Again, savings can be found here, perhaps significant savings. But I’d save this one for last after all other areas of the budget have been addressed. If you still want to cut more from the budget, then pursue it.

Potential Savings Impact – moderate to significant

Getting Out of Debt By Saving

There is more money in your budget to save than you think. Some can be found quickly. Some will take more time and effort. Don’t be afraid to tackle any of it even though some of the categories seem daunting.

Your focus now is on getting out of debt. Once that’s gone and money is freed up, you can begin to add money back into the budget categories. After we paid off our mortgage one of the first expenditures we resumed again was cable TV. So the cuts won’t be forever.

Saving money in the budget is all about going through some short-term pain so there will be long-term gain. Start looking at yours today and see where you might be able to cut expenses. If you need a budget form you can find free ones on my “Resources” page by clicking here.

Leave a Comment or Answer a Question Below: How would you rank the easiest or hardest places to save money? What’s the first area of the budget you cut when getting out of debt? In what other areas can you find savings?

Image courtesy of Images Money at Flickr Creative Commons

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  1. Sometimes its a contractual obligation that “prevents” you from saving in a particular area. Our cellphone/homephone/satellite/internet/cable bills total $4800 a year. The ‘early cancellation’ charges would be HUGE ! Fortunately the Canadian government has restricted cell contracts to 2 years (max.). But now there are fewer “free” phones because cell companies amortize the phone price over your full contract life.

    While we have cable TV internet in the city, the cottage requires satellite TV (we don’t have internet up there) and the cellphones are important where distances are measured in hours of travel. A ‘copper’ landline is much more reliable for 9-1-1 than a cellphone is, outside of major cities.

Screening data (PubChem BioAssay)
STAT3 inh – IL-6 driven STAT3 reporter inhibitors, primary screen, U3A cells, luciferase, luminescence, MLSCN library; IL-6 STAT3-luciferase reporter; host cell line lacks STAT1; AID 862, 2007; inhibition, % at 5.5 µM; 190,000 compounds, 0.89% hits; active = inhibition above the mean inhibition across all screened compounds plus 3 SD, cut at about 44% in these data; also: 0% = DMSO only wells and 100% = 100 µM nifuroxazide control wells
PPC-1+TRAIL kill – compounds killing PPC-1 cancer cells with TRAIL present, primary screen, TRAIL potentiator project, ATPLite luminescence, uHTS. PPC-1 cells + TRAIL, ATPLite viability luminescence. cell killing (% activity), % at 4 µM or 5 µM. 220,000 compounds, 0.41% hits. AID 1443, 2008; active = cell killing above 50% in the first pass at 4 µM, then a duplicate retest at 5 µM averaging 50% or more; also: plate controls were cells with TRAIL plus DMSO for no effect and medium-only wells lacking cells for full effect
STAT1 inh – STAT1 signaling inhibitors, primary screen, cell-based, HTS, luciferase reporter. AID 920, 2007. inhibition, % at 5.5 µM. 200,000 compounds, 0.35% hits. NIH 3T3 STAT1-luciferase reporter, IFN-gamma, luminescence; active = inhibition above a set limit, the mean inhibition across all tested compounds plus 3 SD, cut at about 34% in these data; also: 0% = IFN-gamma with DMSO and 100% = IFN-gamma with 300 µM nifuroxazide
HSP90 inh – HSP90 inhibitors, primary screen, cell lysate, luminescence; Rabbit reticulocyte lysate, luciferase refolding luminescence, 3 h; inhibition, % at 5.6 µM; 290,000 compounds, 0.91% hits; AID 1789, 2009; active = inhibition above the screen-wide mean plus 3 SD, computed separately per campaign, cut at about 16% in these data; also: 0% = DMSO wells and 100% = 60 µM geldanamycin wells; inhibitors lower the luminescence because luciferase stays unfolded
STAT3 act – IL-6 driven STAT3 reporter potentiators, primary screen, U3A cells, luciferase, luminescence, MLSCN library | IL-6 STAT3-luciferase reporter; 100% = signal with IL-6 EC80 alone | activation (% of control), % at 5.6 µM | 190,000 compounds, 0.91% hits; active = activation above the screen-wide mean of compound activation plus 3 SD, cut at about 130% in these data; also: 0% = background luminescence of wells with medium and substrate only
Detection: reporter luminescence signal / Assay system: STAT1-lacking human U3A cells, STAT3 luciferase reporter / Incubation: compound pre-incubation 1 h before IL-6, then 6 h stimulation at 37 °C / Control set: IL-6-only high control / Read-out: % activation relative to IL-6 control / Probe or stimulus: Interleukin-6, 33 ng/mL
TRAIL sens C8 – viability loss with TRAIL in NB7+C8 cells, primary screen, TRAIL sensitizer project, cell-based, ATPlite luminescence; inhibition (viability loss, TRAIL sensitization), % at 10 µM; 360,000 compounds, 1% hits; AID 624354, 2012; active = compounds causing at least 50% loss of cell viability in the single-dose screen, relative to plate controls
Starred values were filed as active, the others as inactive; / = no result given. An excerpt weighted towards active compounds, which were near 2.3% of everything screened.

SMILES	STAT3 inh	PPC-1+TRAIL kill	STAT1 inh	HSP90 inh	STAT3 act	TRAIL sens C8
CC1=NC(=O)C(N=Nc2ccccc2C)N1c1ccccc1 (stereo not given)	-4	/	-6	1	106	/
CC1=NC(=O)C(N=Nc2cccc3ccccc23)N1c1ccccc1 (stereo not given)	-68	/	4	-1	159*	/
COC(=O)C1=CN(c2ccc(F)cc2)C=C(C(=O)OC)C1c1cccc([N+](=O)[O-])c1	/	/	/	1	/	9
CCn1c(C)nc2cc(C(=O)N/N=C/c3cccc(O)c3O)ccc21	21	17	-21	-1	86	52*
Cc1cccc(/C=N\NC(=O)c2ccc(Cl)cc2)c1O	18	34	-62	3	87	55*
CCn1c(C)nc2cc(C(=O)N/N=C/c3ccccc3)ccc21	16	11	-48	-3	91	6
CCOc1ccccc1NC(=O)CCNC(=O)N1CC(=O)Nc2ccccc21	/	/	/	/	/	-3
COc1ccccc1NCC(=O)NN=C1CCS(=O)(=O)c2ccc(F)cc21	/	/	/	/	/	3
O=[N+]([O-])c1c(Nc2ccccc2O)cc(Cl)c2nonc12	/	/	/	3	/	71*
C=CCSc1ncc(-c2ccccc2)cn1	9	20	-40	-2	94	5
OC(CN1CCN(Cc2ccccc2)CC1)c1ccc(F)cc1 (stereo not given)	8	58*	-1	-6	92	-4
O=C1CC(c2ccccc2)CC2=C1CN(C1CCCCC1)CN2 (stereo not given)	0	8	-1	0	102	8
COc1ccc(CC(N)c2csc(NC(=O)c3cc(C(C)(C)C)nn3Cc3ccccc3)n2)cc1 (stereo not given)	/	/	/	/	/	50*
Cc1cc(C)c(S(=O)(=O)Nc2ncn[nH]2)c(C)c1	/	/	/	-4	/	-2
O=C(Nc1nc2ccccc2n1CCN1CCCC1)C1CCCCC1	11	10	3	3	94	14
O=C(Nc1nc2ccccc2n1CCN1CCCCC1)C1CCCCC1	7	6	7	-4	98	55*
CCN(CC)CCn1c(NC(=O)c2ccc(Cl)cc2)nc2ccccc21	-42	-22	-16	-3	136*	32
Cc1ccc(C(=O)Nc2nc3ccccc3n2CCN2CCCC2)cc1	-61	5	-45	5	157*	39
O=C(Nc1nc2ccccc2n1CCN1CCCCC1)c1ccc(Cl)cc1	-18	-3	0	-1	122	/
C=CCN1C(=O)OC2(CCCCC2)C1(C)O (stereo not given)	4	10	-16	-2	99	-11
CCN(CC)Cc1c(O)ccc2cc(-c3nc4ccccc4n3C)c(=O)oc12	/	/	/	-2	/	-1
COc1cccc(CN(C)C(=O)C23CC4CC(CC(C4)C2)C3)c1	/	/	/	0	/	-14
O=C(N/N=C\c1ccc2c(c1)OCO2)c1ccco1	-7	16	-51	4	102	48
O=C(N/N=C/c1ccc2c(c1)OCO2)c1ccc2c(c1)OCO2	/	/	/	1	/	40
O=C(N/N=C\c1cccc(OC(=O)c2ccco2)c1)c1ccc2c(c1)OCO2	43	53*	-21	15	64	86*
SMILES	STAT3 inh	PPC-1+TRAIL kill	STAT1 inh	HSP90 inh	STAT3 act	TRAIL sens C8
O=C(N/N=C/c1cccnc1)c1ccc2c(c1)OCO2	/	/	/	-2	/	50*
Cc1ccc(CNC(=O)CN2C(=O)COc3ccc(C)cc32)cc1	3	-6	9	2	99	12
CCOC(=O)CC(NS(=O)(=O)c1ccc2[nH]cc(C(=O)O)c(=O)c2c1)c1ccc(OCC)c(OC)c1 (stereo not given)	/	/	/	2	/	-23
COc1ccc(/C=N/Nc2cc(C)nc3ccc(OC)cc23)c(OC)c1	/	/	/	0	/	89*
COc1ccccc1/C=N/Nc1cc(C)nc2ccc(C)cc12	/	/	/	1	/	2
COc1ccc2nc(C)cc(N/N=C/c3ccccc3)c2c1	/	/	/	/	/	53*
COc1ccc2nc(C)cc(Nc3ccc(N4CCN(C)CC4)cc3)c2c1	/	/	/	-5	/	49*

Bundling is not always an option.

  2. There are just two of us in our household but we can’t agree on priorities. The real tricky part is in getting “everyone” to agree upon where to cutback.

  3. Interesting points, but I do disagree on some of them. We put off any real retirement saving while we were paying down debt. I regret it now. And people like Liz Weston say it’s one of the places you absolutely shouldn’t cut back. It can take years to get out of debt, and you’re missing out on compound interest. And due to yearly contribution limits, you can’t necessarily make that up.

    As for cable, we put that off for years. Also a big regret. I understand when it comes to sports coverage I guess. But we’re home all day every day, and we barely missed anything when we switched to Hulu.

    As for grocery shopping, that’s probably one of the best ways to find extra money. That said, I’m being a hypocrite. Thanks to some health problems, we don’t really cook. I try to supplement that with relatively affordable convenience food, but our grocery and dining out bills are one of the major expenses. I’ve had to make my peace with it, but for a lot of people you can quickly trim a surprising amount off your grocery bill each month.

    As for cell phones, if you can’t get rid of them, try Ting or Republic. Ting means you pay only for what you use, which might be good for a lot of people. They have a calculator on their website that lets you check. But Republic is $15 or less a month. We’re thinking about using it instead of a landline: $5 vs $36 for Vonage.

    • Funding retirement is a sticky issue. My complete views about it aren’t represented in the post of course. In general, I’d say it’s more important to get out of debt than fund retirement. However, if the get out of debt process is going to take more than 3-4 years, then I’d try to find a way to do both – get out of debt and fund retirement a bit. You can’t go too long without funding retirement but setting it aside for a couple of years while focusing all one’s intensity on debt will be worth it in the long run, imo.

      Also, I wouldn’t neglect funding retirement if I could get an employer’s match. That’s free money and you can’t afford to turn that down.

  4. Eliminating restaurants and all entertainment spending was a great boon to our monthly savings rate! And, like you mentioned, relatively painless. Cutting our grocery bill down also helped out tremendously. This was more difficult, but, worth it in the long run since it’s a savings we can accrue every single month.

    • I have never been able to get really focused on cutting the grocery bill. On the one hand we have less need to do that now financially speaking. So I don’t feel the pressure to do it. On the other hand is four growing kids who are eating more and more and causing the food bill to go up. Yikes can they eat alot! 🙂

  5. I found your list amusing because I would have flip-flopped some of those categories! Canceling cable and switching to Republic Wireless were some of the early frugal switches we made and some of the few that have stuck! But you know, that’s okay… we need all these tips because frugality is really a tactic, and not all tactics align with everyone’s goals and values.